LONDONDERRY historian Trevor Temple has announced plans to hold an exhibition at the start of UK City of Culture 2013 to commemorate the life of true Fountain son and Apprentice Boy John Guy Ferguson who has left an indelible mark on the city through his landmark architectural works.
Mr Temple said the exhibition is provisionally scheduled for January next year and is part of a three year ‘DiverseCity’ programme, which is funded by the Heritage Lottery Fund (HLF).
Last year when funding for the ‘DiverseCity’ project was announced the Holywell Trust said it would help provide a modern understanding of the relationship between the local community and the iconic City Walls.
Now the Ferguson project will quite literally be about people’s relationships with the very bricks and mortar that comprise historic Londonderry.
Perhaps an inevitable Apprentice boy having been born on August 11, 1829, Mr Ferguson went on to put his own imprint on the town designing a number of iconic buildings including the old Guildhall and the Memorial Hall. He would also rise to the Governorship of the Apprentice Boys.
Mr Temple explained the rationale behind the exhibition on the life of the famed Fountain Street native: “He was a well know architect from the city and designed some of the most important shirt factories like Welch Margetson and Tillie and Hendersons.
“He also designed the Guildhall before it was burned down in 1908 and worked on St Augustine’s Church on the walls.
“He also designed the Memorial Hall. So he was responsible for all these prominent buildings, landmark buildings in the city, and he was actually born in Fountain Street on August 11.”
Before his death in 1901 Mr Ferguson worked on dozens of buildings all over the North West.
These included Limavady Market; Raphoe Presbyterian Church; Ballybofey Market House; the Shaw and Finlay Warehouse, Orchard Street; Waterside Methodist Church; Presbyterian Church’s in Buncrana and Moville; the Lecky Road Gas Works; the Glasgow Steam Packet Offices and Stores; St Columb’s Cathedral; and the Cathedral Primary School.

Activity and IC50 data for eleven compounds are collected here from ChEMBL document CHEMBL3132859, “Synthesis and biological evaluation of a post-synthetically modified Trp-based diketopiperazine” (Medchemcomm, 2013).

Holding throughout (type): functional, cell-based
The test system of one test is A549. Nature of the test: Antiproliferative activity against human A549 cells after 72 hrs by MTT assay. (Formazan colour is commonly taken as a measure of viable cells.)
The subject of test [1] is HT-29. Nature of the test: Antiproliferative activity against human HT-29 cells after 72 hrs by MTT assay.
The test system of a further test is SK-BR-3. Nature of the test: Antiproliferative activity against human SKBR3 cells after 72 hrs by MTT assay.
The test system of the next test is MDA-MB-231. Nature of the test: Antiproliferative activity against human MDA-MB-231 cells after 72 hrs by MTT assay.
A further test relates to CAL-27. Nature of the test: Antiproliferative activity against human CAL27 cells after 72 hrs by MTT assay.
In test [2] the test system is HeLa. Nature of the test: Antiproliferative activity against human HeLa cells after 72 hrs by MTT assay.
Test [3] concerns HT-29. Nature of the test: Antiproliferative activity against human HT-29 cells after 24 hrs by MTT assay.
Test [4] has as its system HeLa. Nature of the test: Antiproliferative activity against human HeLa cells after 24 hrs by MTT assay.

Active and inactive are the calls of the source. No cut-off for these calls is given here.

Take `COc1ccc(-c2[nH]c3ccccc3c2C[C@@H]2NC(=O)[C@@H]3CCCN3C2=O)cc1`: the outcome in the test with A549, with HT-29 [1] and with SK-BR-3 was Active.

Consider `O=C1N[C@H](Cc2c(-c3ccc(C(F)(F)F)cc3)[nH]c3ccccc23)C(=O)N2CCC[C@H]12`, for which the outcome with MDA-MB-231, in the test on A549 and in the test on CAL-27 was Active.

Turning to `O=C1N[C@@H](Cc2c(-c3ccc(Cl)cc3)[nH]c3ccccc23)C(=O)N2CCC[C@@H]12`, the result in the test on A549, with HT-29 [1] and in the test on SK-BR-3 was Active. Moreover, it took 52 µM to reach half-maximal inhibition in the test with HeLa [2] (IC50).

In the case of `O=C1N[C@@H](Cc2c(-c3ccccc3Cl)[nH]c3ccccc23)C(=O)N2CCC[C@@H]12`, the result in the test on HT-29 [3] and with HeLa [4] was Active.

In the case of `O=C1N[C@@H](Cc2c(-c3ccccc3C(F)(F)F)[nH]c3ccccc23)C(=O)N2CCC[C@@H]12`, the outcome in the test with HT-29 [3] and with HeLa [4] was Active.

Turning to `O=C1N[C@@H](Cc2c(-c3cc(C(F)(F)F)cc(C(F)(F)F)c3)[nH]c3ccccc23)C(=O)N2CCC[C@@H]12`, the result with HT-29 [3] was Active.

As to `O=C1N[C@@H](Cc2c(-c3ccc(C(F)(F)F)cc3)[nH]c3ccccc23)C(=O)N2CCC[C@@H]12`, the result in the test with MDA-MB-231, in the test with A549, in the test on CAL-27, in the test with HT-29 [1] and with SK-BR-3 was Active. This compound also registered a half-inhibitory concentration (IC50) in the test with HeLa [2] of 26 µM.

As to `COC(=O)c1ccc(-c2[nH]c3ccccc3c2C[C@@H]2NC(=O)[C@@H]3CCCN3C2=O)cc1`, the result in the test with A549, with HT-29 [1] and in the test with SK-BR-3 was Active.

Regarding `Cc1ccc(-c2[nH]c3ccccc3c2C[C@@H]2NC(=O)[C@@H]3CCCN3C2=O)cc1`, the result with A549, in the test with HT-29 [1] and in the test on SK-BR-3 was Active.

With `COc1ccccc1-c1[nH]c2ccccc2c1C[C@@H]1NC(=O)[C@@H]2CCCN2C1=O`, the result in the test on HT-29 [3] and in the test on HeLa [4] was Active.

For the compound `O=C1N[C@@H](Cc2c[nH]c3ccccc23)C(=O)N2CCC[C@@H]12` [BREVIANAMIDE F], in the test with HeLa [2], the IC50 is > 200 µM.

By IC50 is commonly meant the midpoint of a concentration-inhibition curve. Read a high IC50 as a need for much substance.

The notice of his death in the Irish Builder in 1901 described him as “a prominent Freemason and Orangeman” and the following year a mural tablet to his memory was erected in the vestibule of the Apprentice Boys’ Memorial Hall.
Explains Mr Temple: “I thought that coming into City of Culture year we’ll hopefully be able to hold an exhibition of his life and work in January 2013 in the Thiepval Gallery. It’s a really positive story about someone who contributed a lot to the city.”
Intriguingly, whilst clearly taking a lead role in the literal construction of much of Protestant Londonderry as we know it today, Mr Ferguson also had an indirect influence on many buildings closely associated with the city’s Catholic community.
This is through the legacy of his protégé and assistant Edward J. Toye who went on to do a lot of work for the Catholic church and design numerous branches of the Hibernian Bank around the North West.
Mr Toye made his mark on the architecture of Catholic Londonderry almost as emphatically as Mr Ferguson did on the Protestant city.
During a long career that saw him sit on Londonderry Corporation from 1897 until 1902 Mr Toye worked on various wings of St Columb’s College in Bishop Street; the Ulster Hotel; Nazareth House; Long Tower Girls’ School; St Eugene’s Convent School; Hibernian Bank, Shipquay Street; St Eugene’s Cathedral; various National Schools all over the North West; the Strand Road Technical School; and St Patrick’s Pennyburn.
Mr Temple said the Ferguson exhibition will be a joint one and will also feature Mr Toye’s story, which will be very much in keeping with the theme of ‘DiverseCity.’
“One of his pupils was also a man called Edward Toye. He was a Catholic, who was responsible for a lot of the Catholic buildings in the town such as St Columb’s College, St Columb’s Hall and Pennyburn Chapel.
“I’m hoping to do an exhibition based on their stories. That’ll be part of the Divercity project as well,” he said.